Detroit's first ever Reparations Task Force introduced

A Detroit Reparations Task Force is taking a look at the injustice of the past to create a better future. City Council President Mary Sheffield introduced the city's new, first-ever 13-member body on Friday.

"The enslavement and overall persecution of Black people has enriched our country and created disparities in income, wealth and education," she said.

Across the country the debate over if reparations are warranted and if so, how to implement them, is underway. The city's new Task Force is a result of a ballot initiative that was passed by Detroit residents during the November 2021 election.

"More than 80 percent of Detroiters turned out and supported the creation of a task force focused on housing and economic development programs," Sheffield said.

Some believe the destruction of thriving Black communities like Black Bottom to make way for a highway, is a clear reason why reparations are justified and not a hand-out.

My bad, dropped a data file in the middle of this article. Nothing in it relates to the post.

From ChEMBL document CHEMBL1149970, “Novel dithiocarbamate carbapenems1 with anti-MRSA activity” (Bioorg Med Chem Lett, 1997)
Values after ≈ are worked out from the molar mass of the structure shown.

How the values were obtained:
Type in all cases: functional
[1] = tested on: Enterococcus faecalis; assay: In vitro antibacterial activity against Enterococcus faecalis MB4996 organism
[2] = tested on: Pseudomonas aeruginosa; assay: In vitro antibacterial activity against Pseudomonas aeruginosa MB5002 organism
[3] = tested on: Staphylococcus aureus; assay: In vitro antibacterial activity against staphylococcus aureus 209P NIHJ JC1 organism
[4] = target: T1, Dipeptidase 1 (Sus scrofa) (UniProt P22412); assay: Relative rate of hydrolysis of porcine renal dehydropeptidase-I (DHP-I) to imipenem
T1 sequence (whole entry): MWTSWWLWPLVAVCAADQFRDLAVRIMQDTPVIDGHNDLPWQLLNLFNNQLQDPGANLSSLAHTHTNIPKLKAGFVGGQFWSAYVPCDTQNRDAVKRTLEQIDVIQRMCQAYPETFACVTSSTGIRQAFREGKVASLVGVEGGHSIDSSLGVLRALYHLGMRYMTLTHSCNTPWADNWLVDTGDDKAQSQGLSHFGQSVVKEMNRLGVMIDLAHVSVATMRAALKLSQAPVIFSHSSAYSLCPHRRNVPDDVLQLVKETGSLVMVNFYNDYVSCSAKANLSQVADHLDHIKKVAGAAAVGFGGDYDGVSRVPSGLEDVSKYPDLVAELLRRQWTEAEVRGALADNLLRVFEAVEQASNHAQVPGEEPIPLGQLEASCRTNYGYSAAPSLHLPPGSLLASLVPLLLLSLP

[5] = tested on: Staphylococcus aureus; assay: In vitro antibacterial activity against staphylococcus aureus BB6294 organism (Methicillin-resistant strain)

"The case for reparations can be made on economic social and moral grounds," Sheffield added.

The co-chairs of the task force - Lauren Hood and Keith Williams, were present at Friday’s press conference.

"And the question that I hope that we will answer is what might be possible now," said Hood.

"And I’m saying timeout, timeout for this: We have a chance to make Detroit work for us," said Williams.

The task force meetings will be open to the public and residents can make their voices heard, so task force members can come up with proposals.

"It would go through the normal process of proposing to the council, we will evaluate," Sheffield said. "Of course, there has to be some sort of budget amendment to fund what that proposal is, but we’re going to be looking at everything we can that comes out of the task force."